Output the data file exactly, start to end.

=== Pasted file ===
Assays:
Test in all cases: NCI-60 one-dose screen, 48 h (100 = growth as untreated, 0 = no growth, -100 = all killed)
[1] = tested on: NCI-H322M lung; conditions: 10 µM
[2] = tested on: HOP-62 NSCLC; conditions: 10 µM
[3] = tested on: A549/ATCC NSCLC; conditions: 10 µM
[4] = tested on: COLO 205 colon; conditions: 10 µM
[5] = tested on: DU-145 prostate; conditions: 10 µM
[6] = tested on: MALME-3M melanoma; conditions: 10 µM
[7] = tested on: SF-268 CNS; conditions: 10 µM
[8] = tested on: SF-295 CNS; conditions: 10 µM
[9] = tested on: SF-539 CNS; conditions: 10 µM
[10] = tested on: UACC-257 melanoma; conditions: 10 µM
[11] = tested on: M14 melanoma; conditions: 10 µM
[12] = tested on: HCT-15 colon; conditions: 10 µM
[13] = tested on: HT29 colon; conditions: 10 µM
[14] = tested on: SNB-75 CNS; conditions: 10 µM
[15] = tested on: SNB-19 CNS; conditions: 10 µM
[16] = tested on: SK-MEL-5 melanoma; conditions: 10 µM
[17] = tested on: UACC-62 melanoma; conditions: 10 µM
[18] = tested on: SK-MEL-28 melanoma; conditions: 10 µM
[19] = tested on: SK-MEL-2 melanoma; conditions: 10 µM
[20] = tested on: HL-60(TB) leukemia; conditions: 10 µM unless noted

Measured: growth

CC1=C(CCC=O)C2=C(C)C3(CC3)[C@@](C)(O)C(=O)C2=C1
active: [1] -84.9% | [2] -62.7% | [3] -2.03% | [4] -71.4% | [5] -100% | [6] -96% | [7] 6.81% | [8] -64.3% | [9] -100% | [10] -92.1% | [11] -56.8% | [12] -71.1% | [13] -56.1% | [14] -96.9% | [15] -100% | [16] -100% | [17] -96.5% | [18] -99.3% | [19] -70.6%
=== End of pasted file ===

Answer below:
Assays:
Test in all cases: NCI-60 one-dose screen, 48 h (100 = growth as untreated, 0 = no growth, -100 = all killed)
[1] = tested on: NCI-H322M lung; conditions: 10 µM
[2] = tested on: HOP-62 NSCLC; conditions: 10 µM
[3] = tested on: A549/ATCC NSCLC; conditions: 10 µM
[4] = tested on: COLO 205 colon; conditions: 10 µM
[5] = tested on: DU-145 prostate; conditions: 10 µM
[6] = tested on: MALME-3M melanoma; conditions: 10 µM
[7] = tested on: SF-268 CNS; conditions: 10 µM
[8] = tested on: SF-295 CNS; conditions: 10 µM
[9] = tested on: SF-539 CNS; conditions: 10 µM
[10] = tested on: UACC-257 melanoma; conditions: 10 µM
[11] = tested on: M14 melanoma; conditions: 10 µM
[12] = tested on: HCT-15 colon; conditions: 10 µM
[13] = tested on: HT29 colon; conditions: 10 µM
[14] = tested on: SNB-75 CNS; conditions: 10 µM
[15] = tested on: SNB-19 CNS; conditions: 10 µM
[16] = tested on: SK-MEL-5 melanoma; conditions: 10 µM
[17] = tested on: UACC-62 melanoma; conditions: 10 µM
[18] = tested on: SK-MEL-28 melanoma; conditions: 10 µM
[19] = tested on: SK-MEL-2 melanoma; conditions: 10 µM
[20] = tested on: HL-60(TB) leukemia; conditions: 10 µM unless noted

Measured: growth

CC1=C(CCC=O)C2=C(C)C3(CC3)[C@@](C)(O)C(=O)C2=C1
active: [1] -84.9% | [2] -62.7% | [3] -2.03% | [4] -71.4% | [5] -100% | [6] -96% | [7] 6.81% | [8] -64.3% | [9] -100% | [10] -92.1% | [11] -56.8% | [12] -71.1% | [13] -56.1% | [14] -96.9% | [15] -100% | [16] -100% | [17] -96.5% | [18] -99.3% | [19] -70.6%